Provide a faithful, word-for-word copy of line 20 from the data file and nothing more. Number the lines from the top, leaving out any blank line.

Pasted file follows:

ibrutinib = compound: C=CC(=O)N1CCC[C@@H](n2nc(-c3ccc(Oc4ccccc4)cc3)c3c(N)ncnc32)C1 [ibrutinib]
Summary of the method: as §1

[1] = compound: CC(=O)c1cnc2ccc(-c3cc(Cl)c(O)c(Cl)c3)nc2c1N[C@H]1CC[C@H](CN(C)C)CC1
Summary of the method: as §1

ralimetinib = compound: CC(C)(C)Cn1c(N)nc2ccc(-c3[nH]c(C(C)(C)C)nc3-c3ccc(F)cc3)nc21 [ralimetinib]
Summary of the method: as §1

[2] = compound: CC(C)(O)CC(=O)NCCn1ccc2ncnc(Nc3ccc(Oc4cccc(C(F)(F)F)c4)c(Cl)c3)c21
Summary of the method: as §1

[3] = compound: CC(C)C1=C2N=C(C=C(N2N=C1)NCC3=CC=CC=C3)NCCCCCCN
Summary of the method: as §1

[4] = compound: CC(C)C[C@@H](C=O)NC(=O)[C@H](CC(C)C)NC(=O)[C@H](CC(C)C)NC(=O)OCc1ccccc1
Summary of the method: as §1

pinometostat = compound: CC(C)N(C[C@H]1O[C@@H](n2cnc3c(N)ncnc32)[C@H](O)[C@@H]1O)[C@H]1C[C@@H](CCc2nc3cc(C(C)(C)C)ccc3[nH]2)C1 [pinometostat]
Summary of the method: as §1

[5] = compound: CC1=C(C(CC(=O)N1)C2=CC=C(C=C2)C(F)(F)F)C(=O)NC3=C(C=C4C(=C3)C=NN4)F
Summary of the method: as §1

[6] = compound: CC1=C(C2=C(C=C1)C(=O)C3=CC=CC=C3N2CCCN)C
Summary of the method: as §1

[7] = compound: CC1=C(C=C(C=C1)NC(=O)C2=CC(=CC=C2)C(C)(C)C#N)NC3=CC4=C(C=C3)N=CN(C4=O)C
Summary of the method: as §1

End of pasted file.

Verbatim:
Summary of the method: as §1